The most important factor is a technological advance: engine immobilizer systems, adopted by manufacturers in the late 1990s and early 2000s. These make it essentially impossible to start a car without the ignition key, which contains a microchip uniquely programmed by the dealer to match the car.

Criminals generally have not been able to circumvent the technology or make counterfeit keys....Instead, criminals have stuck to stealing older cars. You can see this in the pattern of thefts of America’s most stolen car, the Honda Accord. About 54,000 Accords were stolen in 2013, 84 percent of them from model years 1997 or earlier, according to data from the National Insurance Crime Bureau.

This has created a virtuous circle. Only old cars are vulnerable, and they aren't worth much. That makes it less lucrative to run illegal chop shops, which makes it harder for thieves to sell their cars. This in turn allows police forces to concentrate more resources on the small number of thefts (and chop shops) remaining.

In any case, it turns out that Hondas remain the most stolen cars in America because they're still worth something even if they were built before 1997. Looked at a certain way, that's a badge of pride. In another decade, though, even Hondas from the Seinfeld era won't be worth stealing. And that will put car thieves almost entirely out of business.

Arming the Syrian Rebels Wouldn't Have Stopped ISIS

| Wed Aug. 13, 2014 12:42 PM EDT

Did the United States make a huge mistake by not aggressively supporting and arming the Free Syrian Army back in 2011-12? Did this decision produce a power vacuum that prompted the rise of ISIS in Iraq? Marc Lynch says no to the first question:

The academic literature is not encouraging. In general, external support for rebels almost always make wars longer, bloodier and harder to resolve....Worse, as the University of Maryland’s David Cunningham has shown, Syria had most of the characteristics of the type of civil war in which external support for rebels is least effective.

....Syria’s combination of a weak, fragmented collage of rebel organizations with a divided, competitive array of external sponsors was therefore the worst profile possible for effective external support....An effective strategy of arming the Syrian rebels would never have been easy, but to have any chance at all it would have required a unified approach by the rebels’ external backers, and a unified rebel organization to receive the aid. That would have meant staunching financial flows from its Gulf partners, or at least directing them in a coordinated fashion. Otherwise, U.S. aid to the FSA would be just another bucket of water in an ocean of cash and guns pouring into the conflict.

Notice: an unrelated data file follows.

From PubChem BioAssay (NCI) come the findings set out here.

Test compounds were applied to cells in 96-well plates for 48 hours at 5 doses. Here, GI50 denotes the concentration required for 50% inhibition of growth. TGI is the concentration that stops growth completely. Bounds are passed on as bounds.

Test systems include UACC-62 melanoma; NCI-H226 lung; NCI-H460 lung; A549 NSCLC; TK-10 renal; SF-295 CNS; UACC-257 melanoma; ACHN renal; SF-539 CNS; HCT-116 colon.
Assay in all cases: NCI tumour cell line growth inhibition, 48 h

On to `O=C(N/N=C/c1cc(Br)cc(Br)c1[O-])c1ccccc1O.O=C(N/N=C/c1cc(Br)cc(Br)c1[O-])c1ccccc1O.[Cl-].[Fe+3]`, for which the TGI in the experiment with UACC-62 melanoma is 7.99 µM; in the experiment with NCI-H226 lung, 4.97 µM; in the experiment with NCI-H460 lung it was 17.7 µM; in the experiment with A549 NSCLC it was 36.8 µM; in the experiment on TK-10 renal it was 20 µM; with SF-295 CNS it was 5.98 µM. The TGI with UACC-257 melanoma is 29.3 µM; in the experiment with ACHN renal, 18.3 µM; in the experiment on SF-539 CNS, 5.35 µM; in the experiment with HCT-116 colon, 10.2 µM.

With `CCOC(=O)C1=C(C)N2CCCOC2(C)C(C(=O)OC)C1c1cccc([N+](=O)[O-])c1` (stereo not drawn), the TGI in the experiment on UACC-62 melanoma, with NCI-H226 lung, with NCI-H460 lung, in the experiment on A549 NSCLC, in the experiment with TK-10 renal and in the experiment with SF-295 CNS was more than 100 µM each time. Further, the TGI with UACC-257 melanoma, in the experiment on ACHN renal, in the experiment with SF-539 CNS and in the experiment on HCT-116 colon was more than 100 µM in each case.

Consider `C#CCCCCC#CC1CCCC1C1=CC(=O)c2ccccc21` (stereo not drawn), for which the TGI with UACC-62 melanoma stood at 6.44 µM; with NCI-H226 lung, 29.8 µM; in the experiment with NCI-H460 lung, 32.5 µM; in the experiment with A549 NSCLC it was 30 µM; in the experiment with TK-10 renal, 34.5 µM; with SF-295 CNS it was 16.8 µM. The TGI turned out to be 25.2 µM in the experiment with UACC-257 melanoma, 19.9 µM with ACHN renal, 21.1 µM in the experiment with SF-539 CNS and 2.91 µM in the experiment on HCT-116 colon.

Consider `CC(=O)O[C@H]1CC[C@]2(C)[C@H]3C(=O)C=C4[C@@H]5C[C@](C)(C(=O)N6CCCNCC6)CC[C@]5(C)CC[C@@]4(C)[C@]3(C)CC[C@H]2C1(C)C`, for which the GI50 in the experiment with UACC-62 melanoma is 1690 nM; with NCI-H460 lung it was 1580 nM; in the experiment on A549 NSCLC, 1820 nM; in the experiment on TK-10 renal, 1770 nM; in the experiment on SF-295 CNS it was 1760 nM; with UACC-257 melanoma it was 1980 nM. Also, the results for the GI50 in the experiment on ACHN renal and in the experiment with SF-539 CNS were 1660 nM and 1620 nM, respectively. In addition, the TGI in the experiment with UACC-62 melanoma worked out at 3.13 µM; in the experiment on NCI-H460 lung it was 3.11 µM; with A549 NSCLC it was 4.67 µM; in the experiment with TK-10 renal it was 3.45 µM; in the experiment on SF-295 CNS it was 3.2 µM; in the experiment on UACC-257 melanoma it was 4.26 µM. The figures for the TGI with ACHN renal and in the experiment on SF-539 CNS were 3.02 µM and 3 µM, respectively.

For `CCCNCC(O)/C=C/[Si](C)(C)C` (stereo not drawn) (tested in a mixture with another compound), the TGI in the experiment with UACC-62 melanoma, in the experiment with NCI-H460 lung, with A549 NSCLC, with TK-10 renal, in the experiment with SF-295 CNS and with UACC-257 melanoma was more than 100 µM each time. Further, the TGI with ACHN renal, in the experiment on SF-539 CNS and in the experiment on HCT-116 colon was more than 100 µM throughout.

And he says almost certainly no to the second question as well:

The idea that more U.S. support for the FSA would have prevented the emergence of the Islamic State isn’t even remotely plausible. The open battlefield and nature of the struggle ensured that jihadists would find Syria’s war appealing. The Islamic State recovered steam inside of Iraq as part of a broad Sunni insurgency driven by Prime Minister Nouri al-Maliki’s bloody, ham-fisted crackdowns in Hawija and Fallujah, and more broadly because of the disaffection of key Sunni actors over Maliki’s sectarian authoritarianism. It is difficult to see how this would have been affected in the slightest by a U.S.-backed FSA (or, for that matter, by a residual U.S. military presence in Iraq, but that’s another debate for another day). There is certainly no reason to believe that the Islamic State and other extremist groups would have stayed away from such an ideal zone for jihad simply because Western-backed groups had additional guns and money.

Had the plan to arm Syria’s rebels been adopted back in 2012, the most likely scenario is that the war would still be raging and look much as it does today, except that the United States would be far more intimately and deeply involved.

Supporters of more aggressive military action have an easy job: all they have to do is point out what a mess the Middle East is today. And they're right: it's a mess. The obvious—and all too human—conclusion to draw is that things would be better if only we'd done something different three years ago. And the obvious different thing is more military support for the Syrian rebels.